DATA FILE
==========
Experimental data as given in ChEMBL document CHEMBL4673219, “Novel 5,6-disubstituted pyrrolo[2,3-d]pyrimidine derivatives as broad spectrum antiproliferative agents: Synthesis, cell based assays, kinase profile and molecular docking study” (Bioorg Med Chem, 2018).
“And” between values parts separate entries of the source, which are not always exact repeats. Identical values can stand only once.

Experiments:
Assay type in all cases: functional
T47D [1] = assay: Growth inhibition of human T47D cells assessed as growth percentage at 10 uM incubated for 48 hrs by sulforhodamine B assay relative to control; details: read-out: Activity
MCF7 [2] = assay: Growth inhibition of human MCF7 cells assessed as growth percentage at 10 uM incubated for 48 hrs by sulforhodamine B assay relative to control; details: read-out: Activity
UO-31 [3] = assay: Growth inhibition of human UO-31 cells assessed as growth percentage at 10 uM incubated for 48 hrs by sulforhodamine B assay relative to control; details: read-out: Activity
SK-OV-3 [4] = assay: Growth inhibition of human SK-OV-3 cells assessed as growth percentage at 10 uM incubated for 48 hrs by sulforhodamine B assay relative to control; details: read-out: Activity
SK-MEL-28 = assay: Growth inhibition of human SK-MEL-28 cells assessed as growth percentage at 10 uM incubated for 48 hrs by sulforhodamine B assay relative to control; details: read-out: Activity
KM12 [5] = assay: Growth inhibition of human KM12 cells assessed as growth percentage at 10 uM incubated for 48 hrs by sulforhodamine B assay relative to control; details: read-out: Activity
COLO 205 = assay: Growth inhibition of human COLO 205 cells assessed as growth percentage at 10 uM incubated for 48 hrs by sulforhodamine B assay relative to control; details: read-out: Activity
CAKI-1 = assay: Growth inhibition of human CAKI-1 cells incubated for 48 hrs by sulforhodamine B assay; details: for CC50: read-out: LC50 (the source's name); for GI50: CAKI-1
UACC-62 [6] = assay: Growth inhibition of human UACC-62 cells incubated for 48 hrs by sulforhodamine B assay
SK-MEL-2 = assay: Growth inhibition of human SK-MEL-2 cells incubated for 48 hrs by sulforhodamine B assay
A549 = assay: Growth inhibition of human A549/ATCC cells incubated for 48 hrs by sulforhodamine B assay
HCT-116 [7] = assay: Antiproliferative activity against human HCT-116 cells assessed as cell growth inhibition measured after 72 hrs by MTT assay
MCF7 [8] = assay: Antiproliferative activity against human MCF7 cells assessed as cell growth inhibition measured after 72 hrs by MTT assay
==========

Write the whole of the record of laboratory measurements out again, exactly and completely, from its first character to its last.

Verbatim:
Experimental data as given in ChEMBL document CHEMBL4673219, “Novel 5,6-disubstituted pyrrolo[2,3-d]pyrimidine derivatives as broad spectrum antiproliferative agents: Synthesis, cell based assays, kinase profile and molecular docking study” (Bioorg Med Chem, 2018).
“And” between values parts separate entries of the source, which are not always exact repeats. Identical values can stand only once.

Experiments:
Assay type in all cases: functional
T47D [1] = assay: Growth inhibition of human T47D cells assessed as growth percentage at 10 uM incubated for 48 hrs by sulforhodamine B assay relative to control; details: read-out: Activity
MCF7 [2] = assay: Growth inhibition of human MCF7 cells assessed as growth percentage at 10 uM incubated for 48 hrs by sulforhodamine B assay relative to control; details: read-out: Activity
UO-31 [3] = assay: Growth inhibition of human UO-31 cells assessed as growth percentage at 10 uM incubated for 48 hrs by sulforhodamine B assay relative to control; details: read-out: Activity
SK-OV-3 [4] = assay: Growth inhibition of human SK-OV-3 cells assessed as growth percentage at 10 uM incubated for 48 hrs by sulforhodamine B assay relative to control; details: read-out: Activity
SK-MEL-28 = assay: Growth inhibition of human SK-MEL-28 cells assessed as growth percentage at 10 uM incubated for 48 hrs by sulforhodamine B assay relative to control; details: read-out: Activity
KM12 [5] = assay: Growth inhibition of human KM12 cells assessed as growth percentage at 10 uM incubated for 48 hrs by sulforhodamine B assay relative to control; details: read-out: Activity
COLO 205 = assay: Growth inhibition of human COLO 205 cells assessed as growth percentage at 10 uM incubated for 48 hrs by sulforhodamine B assay relative to control; details: read-out: Activity
CAKI-1 = assay: Growth inhibition of human CAKI-1 cells incubated for 48 hrs by sulforhodamine B assay; details: for CC50: read-out: LC50 (the source's name); for GI50: CAKI-1
UACC-62 [6] = assay: Growth inhibition of human UACC-62 cells incubated for 48 hrs by sulforhodamine B assay
SK-MEL-2 = assay: Growth inhibition of human SK-MEL-2 cells incubated for 48 hrs by sulforhodamine B assay
A549 = assay: Growth inhibition of human A549/ATCC cells incubated for 48 hrs by sulforhodamine B assay
HCT-116 [7] = assay: Antiproliferative activity against human HCT-116 cells assessed as cell growth inhibition measured after 72 hrs by MTT assay
MCF7 [8] = assay: Antiproliferative activity against human MCF7 cells assessed as cell growth inhibition measured after 72 hrs by MTT assay